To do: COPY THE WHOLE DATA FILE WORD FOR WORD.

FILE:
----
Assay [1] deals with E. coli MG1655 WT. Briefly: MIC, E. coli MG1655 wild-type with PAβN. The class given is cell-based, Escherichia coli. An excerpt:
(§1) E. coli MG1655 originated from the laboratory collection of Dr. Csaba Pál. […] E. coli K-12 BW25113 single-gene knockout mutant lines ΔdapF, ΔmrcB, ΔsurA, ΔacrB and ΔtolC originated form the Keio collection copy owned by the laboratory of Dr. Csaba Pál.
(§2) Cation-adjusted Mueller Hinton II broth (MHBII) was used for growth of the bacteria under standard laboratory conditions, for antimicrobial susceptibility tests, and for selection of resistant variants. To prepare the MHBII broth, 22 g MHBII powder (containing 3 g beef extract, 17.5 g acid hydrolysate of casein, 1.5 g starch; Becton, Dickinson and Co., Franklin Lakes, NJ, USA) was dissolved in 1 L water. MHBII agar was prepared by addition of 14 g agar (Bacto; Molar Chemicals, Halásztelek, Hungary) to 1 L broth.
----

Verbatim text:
Assay [1] deals with E. coli MG1655 WT. Briefly: MIC, E. coli MG1655 wild-type with PAβN. The class given is cell-based, Escherichia coli. An excerpt:
(§1) E. coli MG1655 originated from the laboratory collection of Dr. Csaba Pál. […] E. coli K-12 BW25113 single-gene knockout mutant lines ΔdapF, ΔmrcB, ΔsurA, ΔacrB and ΔtolC originated form the Keio collection copy owned by the laboratory of Dr. Csaba Pál.
(§2) Cation-adjusted Mueller Hinton II broth (MHBII) was used for growth of the bacteria under standard laboratory conditions, for antimicrobial susceptibility tests, and for selection of resistant variants. To prepare the MHBII broth, 22 g MHBII powder (containing 3 g beef extract, 17.5 g acid hydrolysate of casein, 1.5 g starch; Becton, Dickinson and Co., Franklin Lakes, NJ, USA) was dissolved in 1 L water. MHBII agar was prepared by addition of 14 g agar (Bacto; Molar Chemicals, Halásztelek, Hungary) to 1 L broth.